Last week, FNC’s Sean Hannity traveled to the San Joaquin Valley to report on the man-made drought that’s wreaking havoc on farmers in the name of saving the Delta smelt:
Max Schulz has an excellent piece in this month’s issue of the American Spectator on the crisis — and the MSM’s unwillingness to confront it:
As California farmers lose their jobs by the tens of thousands to protect a tiny fish, the sad irony is that the delta smelt may not be faring much better. That’s not because of inadequate protections against humans offered by state and federal officials, but rather because those officials seem incapable of saving the delta smelt from nature’s predators. The smelt rarely grows much longer than three inches, and it is prey for any number of other creatures that inhabit the rivers of the San Joaquin Valley. As Rep. Tom McClintock (R-CA), noted at a recent congressional hearing, the water diversions have not helped the delta smelt populations. There are quite a few officials who believe that the delta smelt is on Darwin’s fast track to extinction, despite the feel-good efforts of human environmentalists. McClintock’s congressional colleague, George Radanovich, is even rooting it on, calling the smelt “a worthless little worm that needs to go the way of the dinosaur.”
For their part, environmentalists who sue on behalf of the delta smelt consider the tiny fish to be an absolutely critical part of the food chain, feeding on plankton and in turn serving as food for larger fish and birds. If the delta smelt disappears, they warn ominously, the local food chain collapses. Whether that’s true or not, what the policies boil down to should be a matter of picking your calamity: should the fish (and others in the food chain) suffer, or should humans?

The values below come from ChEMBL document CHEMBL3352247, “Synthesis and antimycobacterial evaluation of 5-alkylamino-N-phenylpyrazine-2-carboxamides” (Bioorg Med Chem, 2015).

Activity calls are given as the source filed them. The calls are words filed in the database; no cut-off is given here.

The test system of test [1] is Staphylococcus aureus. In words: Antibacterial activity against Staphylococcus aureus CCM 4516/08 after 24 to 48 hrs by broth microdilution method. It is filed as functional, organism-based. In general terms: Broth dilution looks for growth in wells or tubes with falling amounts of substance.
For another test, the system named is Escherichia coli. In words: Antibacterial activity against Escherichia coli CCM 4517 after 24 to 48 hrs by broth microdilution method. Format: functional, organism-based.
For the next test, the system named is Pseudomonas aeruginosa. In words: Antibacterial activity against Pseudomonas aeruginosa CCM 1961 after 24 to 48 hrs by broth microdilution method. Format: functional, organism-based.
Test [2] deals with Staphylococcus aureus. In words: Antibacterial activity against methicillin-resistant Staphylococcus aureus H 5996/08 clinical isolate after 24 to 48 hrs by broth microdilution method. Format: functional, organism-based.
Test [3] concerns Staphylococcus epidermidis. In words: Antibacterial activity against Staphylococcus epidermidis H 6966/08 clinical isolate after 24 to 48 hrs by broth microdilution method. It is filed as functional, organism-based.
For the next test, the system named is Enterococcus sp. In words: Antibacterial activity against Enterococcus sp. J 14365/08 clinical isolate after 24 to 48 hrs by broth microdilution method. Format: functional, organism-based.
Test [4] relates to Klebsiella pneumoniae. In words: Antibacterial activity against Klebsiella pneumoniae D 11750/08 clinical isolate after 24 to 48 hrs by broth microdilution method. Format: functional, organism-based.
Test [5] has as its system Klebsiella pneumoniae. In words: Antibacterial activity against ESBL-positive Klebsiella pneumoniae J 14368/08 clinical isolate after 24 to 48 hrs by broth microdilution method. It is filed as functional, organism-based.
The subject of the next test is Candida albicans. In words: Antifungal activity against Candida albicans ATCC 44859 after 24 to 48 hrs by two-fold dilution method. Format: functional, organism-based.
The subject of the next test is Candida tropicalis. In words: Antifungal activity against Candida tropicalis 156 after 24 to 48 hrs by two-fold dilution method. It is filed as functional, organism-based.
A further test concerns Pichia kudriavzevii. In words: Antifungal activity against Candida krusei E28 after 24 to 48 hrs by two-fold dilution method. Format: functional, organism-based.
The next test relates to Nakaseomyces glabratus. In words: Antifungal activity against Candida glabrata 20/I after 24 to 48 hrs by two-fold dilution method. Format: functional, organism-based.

PERHAPS THE MOST MYSTIFYING ELEMENT of California’s farms-versus-fish imbroglio is the unwillingness of the media and the state’s political establishment (other than the elected representatives of the region) to confront the issue head-on. Sidestepping the tough questions involved, they refer instead to California’s lengthy drought as the cause of much of the state’s misfortune.
“California is in its third year of drought, and many farmers in the state’s crop-rich Central Valley are looking at dusty fields, or worse, are cutting down their orchards before the trees die,” according to National Public Radio in a report typical of the media coverage. “This year, farmers have been told they are getting only a small fraction of the water they need.” The alarm over California’s drought spread on both coasts. In Sacramento, Gov. Arnold Schwarzenegger declared a state of emergency, while in Washington Congress held hearings at which Democrats decried “California’s Katrina.”
Not surprisingly, global warming is being blamed for California’s drought. California’s drought was regularly invoked on Capitol Hill as Congress debated cap and trade legislation this summer. Energy Secretary Steven Chu gave this storyline a boost in February when he warned that drought will cause California’s vineyards and farms to vanish by the end of the 21st century if we fail to combat warming. “We’re looking at a scenario where there’s no more agriculture in California,” he told the Los Angeles Times.
The only problem with the idea of drought driving California’s misery is that it is largely a fiction.
Earlier tonight, GOP South Carolina Sen. Jim DeMint tried to turn the water back on. The Senate voted down his amendment, 61-36. Here’s the roll call vote.
And here’s Sen. Feinstein’s bizarre statement in opposition to DeMint’s attempt to save farmers from eco-hysteria — in which she compares water restoration to, um, Pearl Harbor: